Defining a spatially restricted aPKC/ERK phosphoproteome


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Nick Peel1, Carine Rosse1, Katrina Boeckeler1, Peter Parker1
1CR-UK London Research Institute, London, UK

Background

The formation and turnover of extracellular matrix adhesions is vital for efficient cell migration and invasion. The dynamic behaviour of these adhesions is controlled by various localised signalling events. In migrating NRK cells an atypical protein kinase C (aPKC), exocyst and kibra complex translocates to the leading edge to drive activation of the MAP kinases ERK1/2 and phosphorylation of the focal adhesion adapter protein paxillin. The spatially restricted signalling of ERK1/2 downstream of aPKC is required for regulating cell migration and appears to control disassembly of adhesions at the leading edge.

Method

To isolate targets of this pathway, a bioinformatic candidate search approach has been used to screen the adhesome for proteins containing canonical ERK phosphorylation motifs. Immunofluorescence, siRNA knockdown and phosphorylation motif analysis have been exploited to characterise putative ERK1/2 substrates that are candidates in the local control of focal adhesion turnover. One such target, parvin alpha, is described here.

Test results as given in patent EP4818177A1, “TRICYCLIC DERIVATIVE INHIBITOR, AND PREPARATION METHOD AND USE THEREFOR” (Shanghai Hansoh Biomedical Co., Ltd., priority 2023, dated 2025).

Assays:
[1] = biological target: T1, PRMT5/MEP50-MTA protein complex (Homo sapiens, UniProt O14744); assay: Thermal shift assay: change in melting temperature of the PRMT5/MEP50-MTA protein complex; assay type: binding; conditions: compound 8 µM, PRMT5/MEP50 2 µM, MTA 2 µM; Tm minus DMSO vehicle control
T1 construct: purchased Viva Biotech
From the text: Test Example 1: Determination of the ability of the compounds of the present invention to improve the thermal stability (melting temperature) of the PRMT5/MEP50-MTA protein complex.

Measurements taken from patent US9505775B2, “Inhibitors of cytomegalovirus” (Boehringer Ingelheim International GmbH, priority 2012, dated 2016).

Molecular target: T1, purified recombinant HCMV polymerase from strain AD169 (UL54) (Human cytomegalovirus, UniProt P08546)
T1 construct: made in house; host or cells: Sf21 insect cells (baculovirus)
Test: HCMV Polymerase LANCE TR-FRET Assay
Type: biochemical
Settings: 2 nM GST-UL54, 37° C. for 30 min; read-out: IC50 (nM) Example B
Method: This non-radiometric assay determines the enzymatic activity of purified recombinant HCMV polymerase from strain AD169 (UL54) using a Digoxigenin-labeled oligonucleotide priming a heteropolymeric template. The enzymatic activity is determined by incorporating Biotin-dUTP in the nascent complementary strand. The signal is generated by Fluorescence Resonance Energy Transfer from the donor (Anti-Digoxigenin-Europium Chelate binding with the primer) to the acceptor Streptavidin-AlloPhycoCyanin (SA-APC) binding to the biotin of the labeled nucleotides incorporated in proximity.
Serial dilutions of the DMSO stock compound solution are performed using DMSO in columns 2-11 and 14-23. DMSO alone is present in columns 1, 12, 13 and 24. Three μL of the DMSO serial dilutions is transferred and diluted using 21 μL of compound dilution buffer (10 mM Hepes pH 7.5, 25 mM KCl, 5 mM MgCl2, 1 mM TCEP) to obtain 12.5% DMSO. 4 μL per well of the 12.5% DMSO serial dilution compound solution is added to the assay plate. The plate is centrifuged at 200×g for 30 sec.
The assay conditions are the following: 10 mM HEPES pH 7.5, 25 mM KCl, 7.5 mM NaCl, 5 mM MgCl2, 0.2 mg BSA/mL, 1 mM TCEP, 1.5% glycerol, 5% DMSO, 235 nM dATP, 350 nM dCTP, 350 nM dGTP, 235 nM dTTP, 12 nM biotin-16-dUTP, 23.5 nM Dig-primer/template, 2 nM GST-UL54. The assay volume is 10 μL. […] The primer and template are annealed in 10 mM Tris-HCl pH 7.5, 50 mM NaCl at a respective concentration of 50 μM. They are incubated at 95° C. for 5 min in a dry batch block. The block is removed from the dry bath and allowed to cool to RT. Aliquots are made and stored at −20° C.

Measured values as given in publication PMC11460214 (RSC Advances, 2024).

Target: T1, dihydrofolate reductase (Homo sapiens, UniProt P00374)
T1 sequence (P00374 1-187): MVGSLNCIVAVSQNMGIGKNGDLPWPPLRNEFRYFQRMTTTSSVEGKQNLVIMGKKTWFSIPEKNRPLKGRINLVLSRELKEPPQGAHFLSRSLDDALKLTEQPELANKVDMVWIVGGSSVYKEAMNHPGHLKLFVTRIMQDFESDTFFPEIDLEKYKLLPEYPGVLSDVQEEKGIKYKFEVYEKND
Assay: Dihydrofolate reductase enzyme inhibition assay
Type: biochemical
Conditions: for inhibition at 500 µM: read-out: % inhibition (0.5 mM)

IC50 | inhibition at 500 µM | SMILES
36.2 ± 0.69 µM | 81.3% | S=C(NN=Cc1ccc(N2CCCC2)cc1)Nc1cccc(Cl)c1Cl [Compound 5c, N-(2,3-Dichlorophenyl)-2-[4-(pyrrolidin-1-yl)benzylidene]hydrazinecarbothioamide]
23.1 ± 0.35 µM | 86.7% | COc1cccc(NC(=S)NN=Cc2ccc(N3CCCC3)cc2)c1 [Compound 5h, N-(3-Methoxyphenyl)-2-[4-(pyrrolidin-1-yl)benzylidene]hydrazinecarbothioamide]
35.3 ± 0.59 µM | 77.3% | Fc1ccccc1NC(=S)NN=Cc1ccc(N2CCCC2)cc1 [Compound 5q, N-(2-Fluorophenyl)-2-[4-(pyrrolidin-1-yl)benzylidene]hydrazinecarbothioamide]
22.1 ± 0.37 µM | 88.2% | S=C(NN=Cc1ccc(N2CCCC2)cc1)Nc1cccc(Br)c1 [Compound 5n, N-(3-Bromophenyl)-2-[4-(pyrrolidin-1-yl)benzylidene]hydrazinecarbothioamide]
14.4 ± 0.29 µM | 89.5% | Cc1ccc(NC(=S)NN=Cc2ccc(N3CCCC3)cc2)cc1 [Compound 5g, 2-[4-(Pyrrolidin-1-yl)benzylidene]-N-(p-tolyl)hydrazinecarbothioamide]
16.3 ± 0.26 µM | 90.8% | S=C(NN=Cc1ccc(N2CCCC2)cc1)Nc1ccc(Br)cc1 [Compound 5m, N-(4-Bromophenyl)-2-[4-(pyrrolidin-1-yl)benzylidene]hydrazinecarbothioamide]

Results

Morphological changes are observed in parvin alpha containing focal adhesions following PKC or MEK inhibition and paxillin containing focal adhesions appear enlarged following parvin alpha knockdown by siRNA. These changes in adhesion architecture are comparable to the effects seen following aPKC knockdown/inhibition. Leading edge reactivation of ERK in a background of aPKC inhibition has demonstrated a rescue of parvin alpha phosphorylation at a conserved N-terminal serine residue. This has lead to analysis of two potential ERK phosphorylation sites, which conform to the canonical ERK motif. Antisera to these have been developed to enable assessment of the localised behaviour of parvin alpha upon activation of the aPKC/ERK cascade.

Conclusion

The application of bioinformatic screening has proved a useful approach for identifying players in this adhesion pathway and parvin alpha represents one of those whose distribution to focal adhesions and posttranslational modification is susceptible to aPKC/ERK intervention.